Cord for macrame

I am learning macrame and I’ve been looking for cord that would work well for a macrame plant holder project. It needs to be fairly thick, flexible and not too resistant to being knotted and flexed, and strong enough to hold a pot of earth which may be watered.

A plant holder project requires eight strands of 3 metres of cord.

In a DIY store in a retail park in Newhaven, I measured out 30 metres of red rope in an aisle of B&Q and then searched for an assistant who had a pair of scissors. I’ll go back another time for some lengths of the other types of rope, but I am trying to force myself to finish one project before buying materials for the next.

This large scale rope (in the photo below) is tethering a passenger ferry to the quayside at Dieppe. The port of Dieppe is a four hour crossing directly from Newhaven.

At the ferry dock, there is a cluster of concrete shapes. They look like letter press glyphs, rubber stamps inked up with a green seaweed colour or lengths of extruded clay.

Cotton grass

This cotton grass is growing wild on the South Yorkshire moors.

This cotton grass is growing wild on the South Yorkshire moors. It’s habitat is acid bogs and it thrives in the Arctic tundra. The cotton strands are too short to weave into fabric but the tussocks, the fluffy heads, have been used as candle wicks or as a filling. Records show that it was used to stuff pillows in Suffolk.

Cotton

Cotton in landscape

Borax

I have used this white rocky substance recently in the making of two things; home made base cream and silver jewellery. Here it is on display in the Natural History Museum.

20130319-153007.jpg

For the cosmetic, a teaspoon of powdered borax, dissolved in water, turns a melted mixture of cocoa butter, bees wax, almond oil and wheat germ oil in to a white cream.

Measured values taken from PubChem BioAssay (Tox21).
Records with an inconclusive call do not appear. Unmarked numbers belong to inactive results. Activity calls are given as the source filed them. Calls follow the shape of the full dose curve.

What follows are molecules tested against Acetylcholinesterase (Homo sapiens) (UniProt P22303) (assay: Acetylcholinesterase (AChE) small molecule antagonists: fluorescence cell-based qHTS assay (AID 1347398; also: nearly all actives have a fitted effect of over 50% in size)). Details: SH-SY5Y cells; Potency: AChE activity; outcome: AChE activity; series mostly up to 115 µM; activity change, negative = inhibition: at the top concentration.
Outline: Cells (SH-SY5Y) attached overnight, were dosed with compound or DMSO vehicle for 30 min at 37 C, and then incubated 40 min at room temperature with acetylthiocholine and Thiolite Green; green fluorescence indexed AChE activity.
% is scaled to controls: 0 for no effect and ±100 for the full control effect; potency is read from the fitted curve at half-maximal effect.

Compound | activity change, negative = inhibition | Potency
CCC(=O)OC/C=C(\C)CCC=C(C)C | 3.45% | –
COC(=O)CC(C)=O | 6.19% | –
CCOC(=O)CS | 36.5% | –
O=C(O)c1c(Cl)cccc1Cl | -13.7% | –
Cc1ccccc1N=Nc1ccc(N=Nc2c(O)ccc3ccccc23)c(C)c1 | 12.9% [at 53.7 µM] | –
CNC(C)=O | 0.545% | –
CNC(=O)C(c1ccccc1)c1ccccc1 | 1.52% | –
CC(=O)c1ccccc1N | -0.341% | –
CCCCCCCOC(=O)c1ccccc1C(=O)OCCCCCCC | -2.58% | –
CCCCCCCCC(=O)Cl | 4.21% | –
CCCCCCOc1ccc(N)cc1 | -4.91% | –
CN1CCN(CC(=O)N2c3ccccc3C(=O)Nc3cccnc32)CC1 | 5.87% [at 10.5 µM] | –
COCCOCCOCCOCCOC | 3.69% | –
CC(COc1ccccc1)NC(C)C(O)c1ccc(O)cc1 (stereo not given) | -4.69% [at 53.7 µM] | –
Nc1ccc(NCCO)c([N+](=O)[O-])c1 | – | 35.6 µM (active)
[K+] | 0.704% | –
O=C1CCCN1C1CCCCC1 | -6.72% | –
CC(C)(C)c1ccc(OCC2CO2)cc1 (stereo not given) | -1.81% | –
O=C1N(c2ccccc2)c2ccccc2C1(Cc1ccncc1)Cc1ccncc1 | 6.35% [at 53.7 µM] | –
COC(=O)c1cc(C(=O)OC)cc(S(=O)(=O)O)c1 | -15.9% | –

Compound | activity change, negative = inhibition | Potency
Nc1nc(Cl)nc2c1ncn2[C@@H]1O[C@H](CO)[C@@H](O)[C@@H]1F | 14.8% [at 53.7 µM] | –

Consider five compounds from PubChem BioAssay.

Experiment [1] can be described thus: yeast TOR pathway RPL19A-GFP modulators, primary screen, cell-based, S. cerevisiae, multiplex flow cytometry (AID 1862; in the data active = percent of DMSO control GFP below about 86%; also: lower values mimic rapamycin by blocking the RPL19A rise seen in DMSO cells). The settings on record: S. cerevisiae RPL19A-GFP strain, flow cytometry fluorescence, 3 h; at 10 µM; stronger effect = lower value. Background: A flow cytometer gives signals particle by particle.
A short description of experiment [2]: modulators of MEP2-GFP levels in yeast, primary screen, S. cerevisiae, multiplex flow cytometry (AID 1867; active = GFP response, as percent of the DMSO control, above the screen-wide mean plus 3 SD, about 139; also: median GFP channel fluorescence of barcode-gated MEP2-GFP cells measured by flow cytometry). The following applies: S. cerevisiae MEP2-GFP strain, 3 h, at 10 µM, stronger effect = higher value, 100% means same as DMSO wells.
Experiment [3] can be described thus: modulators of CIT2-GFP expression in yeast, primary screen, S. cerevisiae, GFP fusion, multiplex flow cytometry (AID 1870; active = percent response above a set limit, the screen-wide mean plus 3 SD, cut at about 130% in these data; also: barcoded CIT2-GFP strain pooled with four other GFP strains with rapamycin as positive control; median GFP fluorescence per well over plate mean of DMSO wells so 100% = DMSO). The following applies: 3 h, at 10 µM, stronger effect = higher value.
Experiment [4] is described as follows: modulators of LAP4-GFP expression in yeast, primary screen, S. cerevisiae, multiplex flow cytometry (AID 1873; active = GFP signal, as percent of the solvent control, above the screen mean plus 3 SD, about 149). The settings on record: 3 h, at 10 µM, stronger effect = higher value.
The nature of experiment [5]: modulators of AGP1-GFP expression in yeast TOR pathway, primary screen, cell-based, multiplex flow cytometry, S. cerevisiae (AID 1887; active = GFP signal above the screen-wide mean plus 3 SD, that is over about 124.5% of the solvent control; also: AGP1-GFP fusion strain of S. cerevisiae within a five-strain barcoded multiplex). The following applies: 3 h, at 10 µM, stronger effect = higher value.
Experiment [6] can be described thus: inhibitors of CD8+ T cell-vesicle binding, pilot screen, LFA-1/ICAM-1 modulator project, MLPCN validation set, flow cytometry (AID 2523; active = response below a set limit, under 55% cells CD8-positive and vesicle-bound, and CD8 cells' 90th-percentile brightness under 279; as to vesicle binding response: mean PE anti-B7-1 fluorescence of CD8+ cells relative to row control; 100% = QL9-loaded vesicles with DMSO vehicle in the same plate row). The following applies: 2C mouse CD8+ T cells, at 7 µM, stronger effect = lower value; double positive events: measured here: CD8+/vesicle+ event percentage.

In silver smithing, a hard stick of borax is ground down in a dish at the same time being mixed with water. We painted this milky liquid on to the small areas of silver that would be stuck together. A tiny piece of solder was balanced on joint and we torched it with a heat gun until the silver glowed rose and the solder ran liquid.

The face cream recipe was from a Neals Yard book and the silver smithing taught by Lara Mathers at The Papered Parlour

20130319-153946.jpg

Peak District quarry

[flickr album=72157623909844228 num=10 size=Small]

The bed rock of the Peak District was formed 300 million years ago, close to the equator where the Carribbean is now. Imagine the clear water of a shallow warm sea, teeming with starfish and shellfish like creatures. In vast numbers and over 20 millions years, the remains of these creatures and microorganisms settled on the sea bed and slowly hardened to become the thick bed of limestone. The bed of limestone was shifted by the deep movements of the earth to where it is now.

The tors are sandstone, created as the sea and rivers met at a delta and deposited sand and mud, on top of the limestone. This rock was used to make millstones.